Four British servicemen were killed and three seriously injured in Basra yesterday, one of the worst days for UK forces since the start of the Iraq war.
The attack was on a boat, with Royal Marines and other personnel on board, which was on a routine patrol on the Shatt al-Arab waterway, a vital lifeline for Iraqi insurgents and part of the volatile border with Iran.
The boat was attacked as the nation mourned its war dead on Remembrance Sunday, amid continuing debate about an exit strategy from Iraq, which is sliding further into violence and anarchy. The latest deaths, bringing the number of British soldiers killed in Iraq to 125, is certain to lead to renewed calls for Tony Blair to lay out a timetable for withdrawal.
The attackers used an improvised explosive device (IED) - the first time insurgents have successfully used such a weapon on a boat. According to defence sources, the bomb is likely to have been placed on a pontoon on the edge of Basra City where the Tigris joins the Euphrates. It was detonated as the boat went past.
The casualties represented one of the heaviest losses suffered in a single incident. The injured soldiers were evacuated by helicopter to a medical facility at Shaibah logistics base. The condition of two of them was described as "very serious" and the other one as "serious".
Ten military personnel were killed when an RAF Hercules aircraft was shot down in Balad, north of Baghdad, last year, and five more died in the shooting down of a helicopter in Basra last May. Six members of the Royal Military Police were killed at Majr al-Kabir, in Maysan province in the immediate aftermath of the invasion.
British military spokesman Captain Tane Dunlop said: "At the moment we have our ammunition technical officers and weapons intelligence experts analysing what has happened.
"We do not have any details exactly on the positioning of the device at this time. Our response has been the response to all such events in that the first priority is to evacuate the casualties, which has been done. Also we shall be carrying out a follow-up operation to target those responsible."
The attack raises concern over the safety of British forces who have been carrying out regular patrols on the waterway which borders Iran and has been a strategic route for both smuggling and the insurgency.
The British and US governments have accused Iran of supplying sophisticated IEDs, known as "shaped charges", to Shia militias for use against allied forces - a claim denied by Tehran.
Colonel Mike Dewer, a military analyst, said it showed how sophisticated the enemy had become and to what extent the military has to be constantly on guard. "I would expect they would be a great deal more circumspect about how and when they use river transportation.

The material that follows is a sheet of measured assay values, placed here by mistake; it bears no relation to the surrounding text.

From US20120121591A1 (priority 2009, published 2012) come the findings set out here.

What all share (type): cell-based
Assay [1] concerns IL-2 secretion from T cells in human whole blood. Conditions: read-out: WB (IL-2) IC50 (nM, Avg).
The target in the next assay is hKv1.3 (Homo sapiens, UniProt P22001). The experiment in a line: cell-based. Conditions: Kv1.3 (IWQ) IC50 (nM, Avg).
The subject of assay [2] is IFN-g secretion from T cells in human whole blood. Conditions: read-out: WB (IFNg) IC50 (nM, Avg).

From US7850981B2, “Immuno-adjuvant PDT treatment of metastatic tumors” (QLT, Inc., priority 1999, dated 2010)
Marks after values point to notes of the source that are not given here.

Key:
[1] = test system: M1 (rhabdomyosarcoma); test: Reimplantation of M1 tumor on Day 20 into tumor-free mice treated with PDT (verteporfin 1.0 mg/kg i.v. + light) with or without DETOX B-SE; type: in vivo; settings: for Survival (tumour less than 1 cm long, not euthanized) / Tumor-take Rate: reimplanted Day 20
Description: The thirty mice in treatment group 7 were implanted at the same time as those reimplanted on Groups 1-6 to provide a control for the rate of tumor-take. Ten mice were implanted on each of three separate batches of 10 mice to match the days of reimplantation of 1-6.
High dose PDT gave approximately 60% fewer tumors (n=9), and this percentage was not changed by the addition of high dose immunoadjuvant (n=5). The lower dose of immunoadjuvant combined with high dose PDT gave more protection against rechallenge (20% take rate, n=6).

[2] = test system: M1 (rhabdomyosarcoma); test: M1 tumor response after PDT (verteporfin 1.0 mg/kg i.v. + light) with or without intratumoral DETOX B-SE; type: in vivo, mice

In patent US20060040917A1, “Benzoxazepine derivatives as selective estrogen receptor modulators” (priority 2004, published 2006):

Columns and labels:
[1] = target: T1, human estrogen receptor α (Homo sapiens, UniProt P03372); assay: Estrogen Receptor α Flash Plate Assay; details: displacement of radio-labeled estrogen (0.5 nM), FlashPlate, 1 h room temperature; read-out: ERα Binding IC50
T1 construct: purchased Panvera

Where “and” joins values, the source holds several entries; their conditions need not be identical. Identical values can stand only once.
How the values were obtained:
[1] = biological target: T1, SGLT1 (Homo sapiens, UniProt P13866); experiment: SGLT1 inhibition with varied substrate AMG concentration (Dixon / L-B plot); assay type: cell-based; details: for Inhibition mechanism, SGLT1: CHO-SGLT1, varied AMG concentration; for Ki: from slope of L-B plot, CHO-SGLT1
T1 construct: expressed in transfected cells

"All they can do is continue to vary the operations, vary the routes and hope, in that manner, to be one step ahead of the enemy," he said.
The attack was also the latest lethal example of renewed violence directed against British forces in southern Iraq by Shia insurgents. A soldier was killed last week when his base in Basra came under attack.
The two main Shia militia groups, the Mehdi Army led by the cleric Muqtada al-Sadr, and the Badr Brigade, have been involved in bitter internecine battles for the control of the south and its oilfields.
It was unclear last night which faction had been responsible for the Shatt al-Arab attack.
The Defence Secretary Des Browne said: "This terrible incident reinforces in our minds the sacrifice made by the brave men and women of our armed forces."
Biggest losses of the war
Since the invasion of Iraq in March 2003, 125 British armed forces personnel have died - 95 in action, the rest through accidents, non-combat injuries, illness or causes being investigated.
* 21 March 2003
Eight Royal Marines and four US soldiers died when a helicopter crashed in Kuwait.The victims, from 3 Commando Brigade, were the first British fatalities of the war.
* 22 March 2003
Six British servicemen and a US officer died when two helicopters from the aircraft carrier Ark Royal collided in mid-air in darkness over international waters in the Gulfas troops were being deployed to seize oilfields on the Faw peninsula in southern Iraq.
* 24 June 2003
Six Royal Military Police offficers were killed at a police station in Majar al-Kabir after a riot in the town. The men had been training Iraqi police officers.The soldiers had held out against a mob, thousands strong, for about two hours, isolated and alone after their radio was lost with their Land Rover.
* 23 August 2003
Three members of the Royal Military Police were killed in an ambush in Basra.The soldiers were travelling in early-morning traffic in an unmarked four-wheel-drive car when they were attacked by men armed with grenades, rocket launchers and automatic weapons.
* 30 January 2005
Ten servicemen were killed when a Hercules aircraft was shot down north-west of Baghdad.
* 6 May 2006
Five died when a helicopter on routine patrol crashed into a house in Basra, southern Iraq, apparently after being hit by a missile. The dead included Sarah-Jayne Mulvihill, the first British servicewoman killed by enemy action abroad since the Second World War.Reuse content